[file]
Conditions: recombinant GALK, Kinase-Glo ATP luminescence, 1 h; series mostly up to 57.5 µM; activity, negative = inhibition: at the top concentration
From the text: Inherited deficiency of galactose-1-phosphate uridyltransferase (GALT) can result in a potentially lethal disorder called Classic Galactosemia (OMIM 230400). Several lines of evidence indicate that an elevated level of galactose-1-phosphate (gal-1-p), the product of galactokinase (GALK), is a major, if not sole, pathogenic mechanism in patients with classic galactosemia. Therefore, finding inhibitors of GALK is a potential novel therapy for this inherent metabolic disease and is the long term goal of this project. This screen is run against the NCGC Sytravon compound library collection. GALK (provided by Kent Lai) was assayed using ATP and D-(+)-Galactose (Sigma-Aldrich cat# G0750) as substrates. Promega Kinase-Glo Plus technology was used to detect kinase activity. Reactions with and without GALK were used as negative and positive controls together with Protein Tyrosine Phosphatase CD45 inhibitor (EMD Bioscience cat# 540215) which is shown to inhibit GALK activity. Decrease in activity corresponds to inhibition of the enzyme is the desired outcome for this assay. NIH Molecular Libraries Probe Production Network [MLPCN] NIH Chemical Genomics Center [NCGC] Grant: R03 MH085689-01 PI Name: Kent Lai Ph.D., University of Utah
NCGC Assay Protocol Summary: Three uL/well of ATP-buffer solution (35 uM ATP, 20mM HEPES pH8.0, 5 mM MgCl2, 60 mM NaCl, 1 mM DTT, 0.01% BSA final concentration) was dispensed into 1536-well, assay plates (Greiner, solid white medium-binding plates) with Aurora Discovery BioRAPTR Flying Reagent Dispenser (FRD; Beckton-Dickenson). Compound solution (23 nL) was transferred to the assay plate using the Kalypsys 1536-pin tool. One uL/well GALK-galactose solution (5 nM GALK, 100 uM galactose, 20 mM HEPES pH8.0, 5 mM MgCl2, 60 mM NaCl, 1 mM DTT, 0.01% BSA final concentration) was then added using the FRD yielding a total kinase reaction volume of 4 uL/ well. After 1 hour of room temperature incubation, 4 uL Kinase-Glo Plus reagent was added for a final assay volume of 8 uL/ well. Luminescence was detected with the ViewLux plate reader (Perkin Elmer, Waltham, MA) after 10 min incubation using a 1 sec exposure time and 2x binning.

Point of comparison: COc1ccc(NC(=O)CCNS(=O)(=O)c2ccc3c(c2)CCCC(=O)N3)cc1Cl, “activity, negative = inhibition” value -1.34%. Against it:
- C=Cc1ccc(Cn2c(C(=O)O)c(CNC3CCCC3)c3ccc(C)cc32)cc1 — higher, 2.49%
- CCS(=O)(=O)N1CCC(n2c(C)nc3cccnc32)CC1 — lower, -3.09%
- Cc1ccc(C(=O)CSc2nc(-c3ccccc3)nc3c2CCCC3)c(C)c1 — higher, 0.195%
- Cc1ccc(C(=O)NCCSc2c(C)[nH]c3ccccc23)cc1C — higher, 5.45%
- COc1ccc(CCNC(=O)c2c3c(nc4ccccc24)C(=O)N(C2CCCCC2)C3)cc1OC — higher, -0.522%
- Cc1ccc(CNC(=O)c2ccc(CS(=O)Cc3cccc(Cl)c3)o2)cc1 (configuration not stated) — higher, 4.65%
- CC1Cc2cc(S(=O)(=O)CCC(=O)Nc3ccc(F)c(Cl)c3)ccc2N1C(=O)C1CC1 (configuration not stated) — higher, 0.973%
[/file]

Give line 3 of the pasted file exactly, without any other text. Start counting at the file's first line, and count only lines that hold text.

NCGC Assay Protocol Summary: Three uL/well of ATP-buffer solution (35 uM ATP, 20mM HEPES pH8.0, 5 mM MgCl2, 60 mM NaCl, 1 mM DTT, 0.01% BSA final concentration) was dispensed into 1536-well, assay plates (Greiner, solid white medium-binding plates) with Aurora Discovery BioRAPTR Flying Reagent Dispenser (FRD; Beckton-Dickenson). Compound solution (23 nL) was transferred to the assay plate using the Kalypsys 1536-pin tool. One uL/well GALK-galactose solution (5 nM GALK, 100 uM galactose, 20 mM HEPES pH8.0, 5 mM MgCl2, 60 mM NaCl, 1 mM DTT, 0.01% BSA final concentration) was then added using the FRD yielding a total kinase reaction volume of 4 uL/ well. After 1 hour of room temperature incubation, 4 uL Kinase-Glo Plus reagent was added for a final assay volume of 8 uL/ well. Luminescence was detected with the ViewLux plate reader (Perkin Elmer, Waltham, MA) after 10 min incubation using a 1 sec exposure time and 2x binning.